Comoros is located off the coast of East Africa near the northern section of the Mozambique Channel. It is made up of more than 800,000 people spread across three main islands (Grand Comore, Anjouan and Moheli). For years, it has been known as one of the poorest countries in the entire world consisting of inadequate transportation, an increasingly young population and a dearth of natural resources. Even though they are still struggling, they have made strides over the years in many areas, specifically in the light of girls’ education in Comoros.
In 2013, Dubai Cares, a philanthropic organization focused on improving children’s access to education in developing countries, chose to launch a program specifically targeting girls’ education in Comoros. The program took the time to educate and train teachers and local authorities on how to create gender-friendly classrooms and teach gender-friendly class material. Furthermore, Dubai Cares made it a central part of their program to raise awareness in the community, specifically in topics such as the demand for quality education and gender disparities.
- Improve upon the accessibility of quality education
- Reduce or attempt to eliminate any gender disparities and improve female attendance
- Improve development in childhood education
Dubai Cares’ chose these aspects as their focus because they understand the importance of education for women. Girls are consistently tested and faced with obstacles that boys simply do not have to face when it comes to education. It is important to acknowledge the impact that girls’ education in Comoros, and worldwide, can have in the fight against poverty.
Al Gurg, emphasizes the importance of improving upon girl’s education when he states, “It creates a ripple effect of positive change in the community and country. As future mothers and wives, who will play an integral role in nurturing and raising families, these girls hold the key to a future generation of educated and enlightened children.”
Dubai Cares’ four-year program, implemented by UNICEF, has considerably improved girls’ education in Comoros. The improvements and results include:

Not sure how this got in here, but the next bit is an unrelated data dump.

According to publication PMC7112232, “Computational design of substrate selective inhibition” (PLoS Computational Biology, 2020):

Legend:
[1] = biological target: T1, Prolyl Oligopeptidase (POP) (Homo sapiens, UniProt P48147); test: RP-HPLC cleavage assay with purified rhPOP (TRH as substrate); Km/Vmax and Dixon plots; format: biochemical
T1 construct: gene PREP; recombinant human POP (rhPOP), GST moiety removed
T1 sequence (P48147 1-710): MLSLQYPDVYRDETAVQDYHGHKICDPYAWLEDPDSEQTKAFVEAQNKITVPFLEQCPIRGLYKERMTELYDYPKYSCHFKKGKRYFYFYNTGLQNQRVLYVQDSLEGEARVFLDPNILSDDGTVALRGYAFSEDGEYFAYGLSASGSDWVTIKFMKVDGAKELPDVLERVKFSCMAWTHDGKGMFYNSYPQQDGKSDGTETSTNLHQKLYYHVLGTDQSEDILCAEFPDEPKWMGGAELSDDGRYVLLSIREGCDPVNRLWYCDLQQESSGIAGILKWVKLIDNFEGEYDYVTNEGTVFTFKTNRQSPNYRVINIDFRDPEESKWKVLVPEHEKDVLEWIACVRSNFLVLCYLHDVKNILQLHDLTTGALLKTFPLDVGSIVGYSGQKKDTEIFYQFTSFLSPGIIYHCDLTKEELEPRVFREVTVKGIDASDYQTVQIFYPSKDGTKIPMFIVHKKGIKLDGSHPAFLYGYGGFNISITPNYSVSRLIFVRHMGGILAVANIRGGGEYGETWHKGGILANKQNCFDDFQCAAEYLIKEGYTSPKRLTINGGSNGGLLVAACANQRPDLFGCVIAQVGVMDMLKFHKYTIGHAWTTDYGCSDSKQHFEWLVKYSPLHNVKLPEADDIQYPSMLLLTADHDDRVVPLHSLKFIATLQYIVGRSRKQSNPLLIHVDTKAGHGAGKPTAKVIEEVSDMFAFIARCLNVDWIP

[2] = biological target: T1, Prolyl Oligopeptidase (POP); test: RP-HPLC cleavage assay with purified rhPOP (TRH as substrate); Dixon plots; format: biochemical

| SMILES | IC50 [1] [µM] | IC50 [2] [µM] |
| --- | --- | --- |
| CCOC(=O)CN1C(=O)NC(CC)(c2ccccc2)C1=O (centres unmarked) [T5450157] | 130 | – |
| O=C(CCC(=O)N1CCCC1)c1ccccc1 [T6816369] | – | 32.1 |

- Approximately 58,000 students benefitted through the program
- $2.6 million had been raised to improve educational standards and reduce gender disparities
- Education reform in 309 public primary schools
- 190 renovated Koranic Teaching Classes created in 153 public primary schools
- 6,200 children, ranging from 3-5 years of age, receive aid for school enrollment
Dubai Cares has laid the groundwork for other programs being launched around the world. The Dubai Cares program has created an environment for girls’ education in Comoros that fosters positivity and an eagerness to learn. Comoros is in an amazing position to build off the improvements that have been made.
The Future of Education in Comoros
In July 2018, Dubai Cares announced the launch of another program in Comoros. This one is set to build off of the success of their prior program implemented in 2013. While the last program’s focus was on girls’ education in Comoros, this program’s focus will be on early childhood development (ECD) among all children. The program will also be implementing parenting practices such as the encouragement of appropriate nutrition, hygiene and early educational stimulation. It is set to help at least 269,382 children as well as teachers across all 394 primary schools in Comoros.
Dubai Cares took the initiative to improve girls’ education in Comoros. This focus to fight and foster positive learning environments for all genders has created a building block for all. The success of the 2013 girls’ education program has afforded the opportunity for success in this newly implemented 2018 program focused on early childhood development.
Although Comoros remains one of the poorest countries in the world, they are far more advanced when it comes to understanding the importance of women and a good education. By allowing women the benefits of attaining an education, many doors are being opened for everyone in the community of Comoros. Other countries should take note.
– Emilie Cieslak